Neil Bush: Continuing a father's legacy

Updated: 2014-06-20 06:35

By MAY ZHOU in Houston(China Daily USA)

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Neil Bush: Continuing a father's legacy

Neil Bush talks about his involvement with China and desire to continue his father's legacy at his Houston office. MAY ZHOU / CHINA DAILY

Neil Bush: Continuing a father's legacy

In the US, there are many business people who are heavily involved in doing business with China. Neil Bush, son and brother to two former US presidents, is one of them.

Yet, unlike other business people, his family name lends intangible weight to his endeavors, taking them beyond mere commerce.

"I just got back from Beijing, see, I haven't unpacked my suitcase yet," Bush said, opening his suitcase on the floor of his Houston office to reveal an assortment of Chinese style boxes.

Bush was just back from attending a celebration of the 60th anniversary of the Chinese People's Association for Friendship with Foreign Countries. "It's a big event, President Xi Jinping came to make a speech," said Bush.

Bush's first contact with China was in 1975 when his father was the US' chief liaison officer in Beijing. He rode a bicycle like the locals to explore Beijing.

"I saw people on rusty old bikes looking longingly at shiny new bikes in store display windows," he recalled. "I could tell they very much wanted to own a new bike. It's remarkable to see that."

Bush went to China again in 1981 on his own. "I brought a team of oil and gas experts to look at some potential deals, but it didn't work out," he said.

Bush kept going to China, linking US business people with their Chinese counterparts during the '90s. Projects such as the mall in Shanghai's Pudong area and Ford Motor's parts business materialized thanks to his help.

Over the past 15 years, Bush has been focusing on developing his own businesses in both China and the Middle East. He now has various interests in Singapore, Hong Kong and China involving oil and gas exploration and exploitation, real estate development and property management. He has a permanent office at the Presidential Beijing, a hotel owned by one of his companies.

By his own account, Bush has been to China more than 100 times and visited more than 30 cities there, but he admits he has lost count.

In the last three years alone, Bush has made more than 30 trips to China. "I am going there more frequently in recent years because of my business interests," he said. "Business keeps luring me back to China."

Business aside, Bush is not afraid to admit that he has a personal interest in promoting his father's legacy. "My father is very vocal about the importance of the ties and cooperation between the US and China," he said. "I want to use the good name of my father George Bush to build a better relationship between the US and China. There are so many misunderstandings and there is a lot to do."

To that end, Bush has been actively involved in the biennial China-US Relations Conference initiated by his father and former president George W. H. Bush in 2003 to continue his vision and legacy of establishing better understanding, closer ties, and important collaborations between China and the US in the 21st Century.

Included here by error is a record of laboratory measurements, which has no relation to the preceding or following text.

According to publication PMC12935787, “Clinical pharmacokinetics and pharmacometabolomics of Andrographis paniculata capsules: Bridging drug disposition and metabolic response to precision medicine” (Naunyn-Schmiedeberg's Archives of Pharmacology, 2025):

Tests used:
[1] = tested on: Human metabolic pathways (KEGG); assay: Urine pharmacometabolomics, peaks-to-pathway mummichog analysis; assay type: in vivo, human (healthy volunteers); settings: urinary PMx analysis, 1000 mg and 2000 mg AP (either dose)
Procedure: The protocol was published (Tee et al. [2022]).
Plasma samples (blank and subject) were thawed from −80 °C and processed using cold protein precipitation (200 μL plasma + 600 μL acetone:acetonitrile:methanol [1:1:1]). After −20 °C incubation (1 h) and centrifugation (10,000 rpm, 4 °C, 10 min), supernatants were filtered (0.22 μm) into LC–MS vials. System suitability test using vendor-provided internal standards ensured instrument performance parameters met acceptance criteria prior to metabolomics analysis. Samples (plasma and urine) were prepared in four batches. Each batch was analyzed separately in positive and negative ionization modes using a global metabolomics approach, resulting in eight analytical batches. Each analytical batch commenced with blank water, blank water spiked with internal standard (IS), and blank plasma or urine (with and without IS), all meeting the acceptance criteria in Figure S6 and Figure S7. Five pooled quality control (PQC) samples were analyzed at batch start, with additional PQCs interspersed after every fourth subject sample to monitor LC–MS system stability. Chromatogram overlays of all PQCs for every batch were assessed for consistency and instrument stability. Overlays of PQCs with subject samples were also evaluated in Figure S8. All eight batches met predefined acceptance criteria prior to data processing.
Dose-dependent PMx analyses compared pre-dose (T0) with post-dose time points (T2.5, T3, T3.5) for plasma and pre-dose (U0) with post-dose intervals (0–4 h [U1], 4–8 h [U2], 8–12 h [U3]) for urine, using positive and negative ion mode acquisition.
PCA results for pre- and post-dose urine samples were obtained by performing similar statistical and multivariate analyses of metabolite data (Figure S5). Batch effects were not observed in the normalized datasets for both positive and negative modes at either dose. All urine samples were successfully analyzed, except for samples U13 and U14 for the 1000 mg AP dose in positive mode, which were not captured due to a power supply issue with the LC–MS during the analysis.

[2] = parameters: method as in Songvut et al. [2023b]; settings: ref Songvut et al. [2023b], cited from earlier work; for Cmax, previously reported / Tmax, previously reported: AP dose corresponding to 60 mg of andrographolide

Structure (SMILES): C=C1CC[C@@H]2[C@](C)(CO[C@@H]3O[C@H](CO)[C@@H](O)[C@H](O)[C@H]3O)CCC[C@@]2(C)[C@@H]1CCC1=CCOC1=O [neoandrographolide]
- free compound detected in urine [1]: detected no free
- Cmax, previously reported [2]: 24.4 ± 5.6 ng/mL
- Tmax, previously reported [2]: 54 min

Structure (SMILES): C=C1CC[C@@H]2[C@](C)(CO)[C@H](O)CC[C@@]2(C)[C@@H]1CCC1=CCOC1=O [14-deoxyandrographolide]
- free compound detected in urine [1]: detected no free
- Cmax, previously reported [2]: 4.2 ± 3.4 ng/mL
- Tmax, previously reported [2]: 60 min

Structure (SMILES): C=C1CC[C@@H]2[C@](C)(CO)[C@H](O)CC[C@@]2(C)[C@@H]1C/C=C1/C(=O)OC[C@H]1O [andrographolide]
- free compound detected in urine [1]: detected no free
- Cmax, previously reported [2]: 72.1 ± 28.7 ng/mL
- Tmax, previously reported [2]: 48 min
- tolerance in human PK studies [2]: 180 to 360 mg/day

The Conference, co-hosted by Texas A&M University, the George Bush School of Government and Public Service, the George Bush Presidential Library Foundation and the Chinese People's Association for Friendship with Foreign Countries, has been alternatively held in the US and China over the past decade.

Bush is currently actively involved in planning the sixth biennial China-U.S. Relations Conference to be held in China in the fall of this year. The topic is global infectious disease. "We want to bring together experts on infectious diseases from around the world," Bush said. "So that when such things happen, we can fight together."

Bush is often invited to speak while in China. In 2011, he opened a Sina Weibo micro-blogging account and now has more than 130,000 followers.

Bush views himself as a self-appointed ambassador of good will to China. "I feel like a rebel in fighting all the negative views of China in the US. A lot of people harbor a negative or cautious view of China. People fear China as a military foe. However, in 2,500 years of history, China has been a super power more than once yet never once used that power to conquer others."

Bush thinks that kind of fear is a projection of people's not very positive view of the Chinese Community Party (CCP). "But in reality CCP is no longer the CCP of Mao's era but a socialist economic entitlement, a lot of people just don't get that," Bush said.

"Since I visited China in 1975, more freedom has been granted to more people than ever before in this country," Bush said. "We should celebrate and embrace this and use it as a platform to build an even better future for both China and the US."

As a frequent traveler to China, Bush says he knows its pulse. "I think the biggest challenge is that today in China many young people want China to be like the US, to have the living standard and freedom like the US. That would require China to leap from an underdeveloped nation to a developed nation in one step. That's just not possible," he said.

In late 2012, Bush posted a photo of himself sporting a Mao-era military hat, shoulder bag, and a popular travel souvenir mug being sold all over Beijing at the time on his Weibo account and jokingly wrote: "I'm thinking of joining the CCP. What do you think of my accessories?"

While some merely laughed at his joke, others made negative and angry comments. Bush thought this was a reflection of people's anxiety and desire for rapid change. He seemed worried about such sentiment. "If people are not patient and want radical change, it could set China back in a way to harm a lot of people. I advocate more freedom based on stability," he said.